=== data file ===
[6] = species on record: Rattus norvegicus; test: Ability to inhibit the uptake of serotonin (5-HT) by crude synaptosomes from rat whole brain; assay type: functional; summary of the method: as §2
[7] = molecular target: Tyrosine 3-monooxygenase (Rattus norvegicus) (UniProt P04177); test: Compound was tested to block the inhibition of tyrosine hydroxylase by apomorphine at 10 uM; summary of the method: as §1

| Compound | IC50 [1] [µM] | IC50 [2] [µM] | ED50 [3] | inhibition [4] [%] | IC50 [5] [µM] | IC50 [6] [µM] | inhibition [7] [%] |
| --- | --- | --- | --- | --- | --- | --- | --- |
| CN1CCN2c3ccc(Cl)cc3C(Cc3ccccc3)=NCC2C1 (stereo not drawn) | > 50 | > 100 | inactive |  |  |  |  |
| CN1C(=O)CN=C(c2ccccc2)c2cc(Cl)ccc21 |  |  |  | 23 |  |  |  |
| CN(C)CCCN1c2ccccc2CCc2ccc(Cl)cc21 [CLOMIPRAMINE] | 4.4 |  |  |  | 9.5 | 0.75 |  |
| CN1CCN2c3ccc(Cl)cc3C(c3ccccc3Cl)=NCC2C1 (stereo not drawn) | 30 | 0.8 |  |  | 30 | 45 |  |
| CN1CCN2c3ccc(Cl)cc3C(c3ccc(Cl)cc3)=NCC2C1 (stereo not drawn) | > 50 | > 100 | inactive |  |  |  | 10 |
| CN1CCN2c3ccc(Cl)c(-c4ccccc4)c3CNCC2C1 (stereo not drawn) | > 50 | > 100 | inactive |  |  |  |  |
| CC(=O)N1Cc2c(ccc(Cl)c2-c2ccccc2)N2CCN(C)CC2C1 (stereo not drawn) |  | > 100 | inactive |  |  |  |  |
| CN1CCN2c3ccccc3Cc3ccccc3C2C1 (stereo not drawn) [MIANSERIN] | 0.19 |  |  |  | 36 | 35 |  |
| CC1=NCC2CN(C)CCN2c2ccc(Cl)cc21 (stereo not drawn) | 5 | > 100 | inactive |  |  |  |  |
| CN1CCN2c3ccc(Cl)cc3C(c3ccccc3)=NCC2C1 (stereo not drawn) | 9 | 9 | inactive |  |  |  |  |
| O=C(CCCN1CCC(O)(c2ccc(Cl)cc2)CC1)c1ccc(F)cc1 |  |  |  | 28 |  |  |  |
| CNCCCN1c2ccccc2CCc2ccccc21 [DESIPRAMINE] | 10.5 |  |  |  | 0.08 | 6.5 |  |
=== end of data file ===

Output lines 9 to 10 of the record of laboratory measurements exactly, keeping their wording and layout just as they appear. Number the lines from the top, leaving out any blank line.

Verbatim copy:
| CN1CCN2c3ccc(Cl)cc3C(c3ccc(Cl)cc3)=NCC2C1 (stereo not drawn) | > 50 | > 100 | inactive |  |  |  | 10 |
| CN1CCN2c3ccc(Cl)c(-c4ccccc4)c3CNCC2C1 (stereo not drawn) | > 50 | > 100 | inactive |  |  |  |  |